The Festival of Marketing is one of the most anticipated gathering of marketing professionals and brands in the UK marketing calendar. It is a chance to hear industry heavy-hitters tackle some of marketing's hottest topics, forecast trends and an opportunity for brands and agencies to show off some of their best work from the previous year.
We unleashed some of our team members onto the Tobacco Docks to gather as many insights as they could from the two-day conference - and see how many free pastries they could blag.
Here is what our Client Account Director Toby Kesterton had to say:
In the new 'expectation economy' it is hard for a conference to constantly improve when the demands of the delegates are growing exponentially. If anyone saw my Out-Of-Office, I was positively giddy with excitement at getting tickets to The Festival of Marketing 2015, so the event organisers had a lot to live up to.
They planned to be disruptive. For example, by avoiding ‘yet another chicken dinner with a decent comedian’, #FOM15 succeeded in persuading me to visit the awards ceremonies a couple of times over to see first-hand why people had won in their category.
Monica Lewinsky deserved her standing ovation for standing up to the negative aspects of our industry and the plea for compassionate branding. I felt Commander Chris Hadfield deserved one as well for the hope and inspiration the brand Hadfield offers. I did wonder how rehearsed his speech was but this Q&A was a redeeming factor. He certainly challenged me to define my own personal perfection.
Sir John Hegarty gave an eloquent masterclass in persuasion vs promotion. Sitecore has a neat device of taking an existing site and demonstrating how it can be done better with clever technology. Sir John Hegarty trumped this by demonstrating how his own 10-year-old Lynx TV advert could be done better with technology accelerating creativity.
In hindsight, the tragic comedy that was Lord Sugar gave the conference two days’ worth of running jokes. For me, he was the living breathing embodiment when Commander Chris Hadfield said the dinosaurs died out because they did not have a space program.
Hat tip for Tealium on getting their "Proud to be a marketing tosser " t-shirt out so quickly.
Over the course of the two-days, I always felt that I was amongst like-minded people who understood the Consumer Age and the importance of delighting customers. Marketing Week foresaw that we might get cold when watching the fireworks (and drinking cinnamon mojito's) – so they gave us blankets. The caterers might have been overwhelmed (and a little slow) on the first day but on the second, when I objected to £3 for chocolate brownie and offered £2, the barista immediately gave the brownie for free. I think if I had been at Tobacco Docks for a third day I would have happily paid £3 for a brownie - don’t worldviews move fast.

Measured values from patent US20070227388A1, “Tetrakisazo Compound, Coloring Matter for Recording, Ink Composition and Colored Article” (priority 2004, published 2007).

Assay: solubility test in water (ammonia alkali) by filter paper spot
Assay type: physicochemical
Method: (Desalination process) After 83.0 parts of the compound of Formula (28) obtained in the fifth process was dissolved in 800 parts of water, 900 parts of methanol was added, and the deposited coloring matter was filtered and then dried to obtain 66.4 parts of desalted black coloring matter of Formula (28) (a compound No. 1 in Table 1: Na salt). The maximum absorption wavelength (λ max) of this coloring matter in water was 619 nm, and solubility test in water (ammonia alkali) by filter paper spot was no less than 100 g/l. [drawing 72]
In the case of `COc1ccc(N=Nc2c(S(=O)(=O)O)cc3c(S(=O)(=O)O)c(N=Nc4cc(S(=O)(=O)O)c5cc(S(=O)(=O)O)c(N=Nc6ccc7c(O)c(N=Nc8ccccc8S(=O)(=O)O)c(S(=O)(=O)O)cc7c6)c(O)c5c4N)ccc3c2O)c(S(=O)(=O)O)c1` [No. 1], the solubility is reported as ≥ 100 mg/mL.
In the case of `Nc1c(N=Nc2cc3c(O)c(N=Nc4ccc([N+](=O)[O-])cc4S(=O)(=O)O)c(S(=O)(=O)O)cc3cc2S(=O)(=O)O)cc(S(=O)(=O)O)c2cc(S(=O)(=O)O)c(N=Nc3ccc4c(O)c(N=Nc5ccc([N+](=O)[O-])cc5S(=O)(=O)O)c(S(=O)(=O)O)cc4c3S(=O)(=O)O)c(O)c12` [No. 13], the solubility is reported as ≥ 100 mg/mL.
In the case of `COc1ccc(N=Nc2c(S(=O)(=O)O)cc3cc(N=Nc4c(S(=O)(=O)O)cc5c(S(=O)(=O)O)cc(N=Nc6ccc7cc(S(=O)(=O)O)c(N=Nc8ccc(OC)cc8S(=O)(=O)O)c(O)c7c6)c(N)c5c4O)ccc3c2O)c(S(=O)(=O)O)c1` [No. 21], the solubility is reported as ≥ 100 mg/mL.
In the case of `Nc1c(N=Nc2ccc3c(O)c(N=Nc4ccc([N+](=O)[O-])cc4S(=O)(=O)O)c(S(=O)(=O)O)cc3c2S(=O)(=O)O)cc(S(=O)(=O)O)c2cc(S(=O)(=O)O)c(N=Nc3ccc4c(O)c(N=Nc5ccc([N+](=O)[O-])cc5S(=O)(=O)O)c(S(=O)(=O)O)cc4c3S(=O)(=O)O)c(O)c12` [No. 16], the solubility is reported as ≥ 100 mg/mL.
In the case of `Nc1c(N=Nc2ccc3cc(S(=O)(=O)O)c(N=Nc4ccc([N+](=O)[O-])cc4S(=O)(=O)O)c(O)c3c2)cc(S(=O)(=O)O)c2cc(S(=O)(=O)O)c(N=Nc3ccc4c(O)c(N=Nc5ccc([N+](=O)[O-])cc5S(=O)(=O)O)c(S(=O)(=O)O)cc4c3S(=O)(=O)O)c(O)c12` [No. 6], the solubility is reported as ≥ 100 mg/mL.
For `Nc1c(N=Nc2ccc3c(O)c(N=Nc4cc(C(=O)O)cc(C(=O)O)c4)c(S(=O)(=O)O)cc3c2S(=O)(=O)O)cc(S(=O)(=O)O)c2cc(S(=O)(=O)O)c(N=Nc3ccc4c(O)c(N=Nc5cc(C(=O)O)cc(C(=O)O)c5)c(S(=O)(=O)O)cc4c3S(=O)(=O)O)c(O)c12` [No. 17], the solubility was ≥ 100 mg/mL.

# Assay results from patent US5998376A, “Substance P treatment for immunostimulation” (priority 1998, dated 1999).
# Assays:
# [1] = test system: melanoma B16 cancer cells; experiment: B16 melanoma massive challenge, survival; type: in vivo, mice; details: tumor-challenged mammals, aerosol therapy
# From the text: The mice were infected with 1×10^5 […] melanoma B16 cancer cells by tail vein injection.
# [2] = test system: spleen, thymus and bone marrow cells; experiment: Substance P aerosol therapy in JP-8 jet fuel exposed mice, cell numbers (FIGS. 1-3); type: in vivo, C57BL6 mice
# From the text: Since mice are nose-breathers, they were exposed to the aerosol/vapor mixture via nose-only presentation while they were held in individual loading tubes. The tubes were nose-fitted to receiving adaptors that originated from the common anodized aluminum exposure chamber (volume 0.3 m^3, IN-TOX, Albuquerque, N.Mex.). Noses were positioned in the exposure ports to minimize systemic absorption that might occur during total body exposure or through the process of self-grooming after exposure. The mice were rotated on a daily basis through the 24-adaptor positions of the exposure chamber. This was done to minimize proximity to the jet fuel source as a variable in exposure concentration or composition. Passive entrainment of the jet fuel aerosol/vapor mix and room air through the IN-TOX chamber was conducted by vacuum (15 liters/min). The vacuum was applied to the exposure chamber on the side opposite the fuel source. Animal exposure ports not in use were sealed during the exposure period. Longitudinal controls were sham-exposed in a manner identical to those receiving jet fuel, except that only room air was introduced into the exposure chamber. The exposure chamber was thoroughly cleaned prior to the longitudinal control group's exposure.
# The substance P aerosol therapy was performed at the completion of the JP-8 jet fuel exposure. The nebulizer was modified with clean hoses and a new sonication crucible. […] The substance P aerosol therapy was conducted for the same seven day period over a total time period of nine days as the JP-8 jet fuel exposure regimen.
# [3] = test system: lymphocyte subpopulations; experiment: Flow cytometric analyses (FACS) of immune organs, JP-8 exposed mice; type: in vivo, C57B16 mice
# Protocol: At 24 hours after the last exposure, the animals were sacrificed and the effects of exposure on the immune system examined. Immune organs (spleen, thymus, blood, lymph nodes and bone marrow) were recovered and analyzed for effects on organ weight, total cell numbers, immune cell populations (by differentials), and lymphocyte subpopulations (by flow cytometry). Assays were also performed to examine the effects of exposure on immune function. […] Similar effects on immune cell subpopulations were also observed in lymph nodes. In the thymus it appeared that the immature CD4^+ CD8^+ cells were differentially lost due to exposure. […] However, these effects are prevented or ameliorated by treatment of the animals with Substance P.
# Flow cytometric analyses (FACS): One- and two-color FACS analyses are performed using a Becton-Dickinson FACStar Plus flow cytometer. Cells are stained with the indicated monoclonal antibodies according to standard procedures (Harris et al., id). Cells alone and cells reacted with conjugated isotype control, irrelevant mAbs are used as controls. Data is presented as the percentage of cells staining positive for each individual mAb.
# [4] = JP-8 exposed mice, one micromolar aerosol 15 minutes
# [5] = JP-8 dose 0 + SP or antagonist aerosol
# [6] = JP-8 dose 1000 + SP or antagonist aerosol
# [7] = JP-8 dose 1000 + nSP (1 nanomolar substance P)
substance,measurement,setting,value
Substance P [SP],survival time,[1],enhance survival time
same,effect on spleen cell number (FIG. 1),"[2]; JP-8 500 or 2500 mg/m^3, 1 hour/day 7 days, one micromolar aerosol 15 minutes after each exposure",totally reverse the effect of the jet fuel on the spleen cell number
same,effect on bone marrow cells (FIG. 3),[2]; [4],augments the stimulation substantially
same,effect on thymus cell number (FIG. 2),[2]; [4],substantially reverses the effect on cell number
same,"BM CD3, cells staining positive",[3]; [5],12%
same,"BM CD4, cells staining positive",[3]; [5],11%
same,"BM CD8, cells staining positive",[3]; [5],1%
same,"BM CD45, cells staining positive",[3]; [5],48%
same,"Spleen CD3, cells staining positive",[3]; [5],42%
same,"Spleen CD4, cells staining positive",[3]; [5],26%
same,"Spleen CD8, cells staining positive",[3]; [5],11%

Going in with high expectations from Qubit on their take on the "expectation economy", from whom I am copying for my subject, I felt there was little new thought leadership. Time and again, the sessions shed light on new insights and best practices on the same memes of personalisation, customer experience and digital transformation. The brands that have mature programmes are seeing exponentially increasing ROI and several people spoke about seeing repetitive 2% increases building a much bigger cumulative impact.
The practical examples of the 'expectation economy' showed how we as individuals - and as crowds - are changing in the Consumer Age:
Uber looked at the willingness of Londoners to wait for a cab. In 2013, the average person would wait eight minutes. Yet 12-months down the road, the wait threshold was down to seven minutes. Interestingly enough, the longer Uber is in a city, the less willing we are to wait.
Driverless cars: A journalist getting their first ride went from terrifying to thrilling, to utterly boring in 15 minutes. Rather than being at dismayed by this, we empathised.
Each session had its high points and I kept wanting to see more. I found myself picking up slides in other rooms that other people were sharing on Twitter and wanting to hear the answers to questions posed on Slido, again in other rooms.
A few shout outs:
I was happy to meet new vendors and chat with existing partners. My favourite stands were the Thunderhead's VR introduction to big analytics, the pancakes from Monetate and the Lego from my friends at Drupal (although my seven-year-old girls make better models).
Hopefully I can pay my dues by helping some of the new contacts we made. My colleague Andrea and I have several follow up meetings as a result.
In the end, I felt we deserved our Guinness World record (I am waiting for my certificate). And not for just the one masterclass but for the whole Festival of Marketing.
Congratulations to everyone.
Did you miss us at FOM15? Give us a shout via email at firstname.lastname@example.org.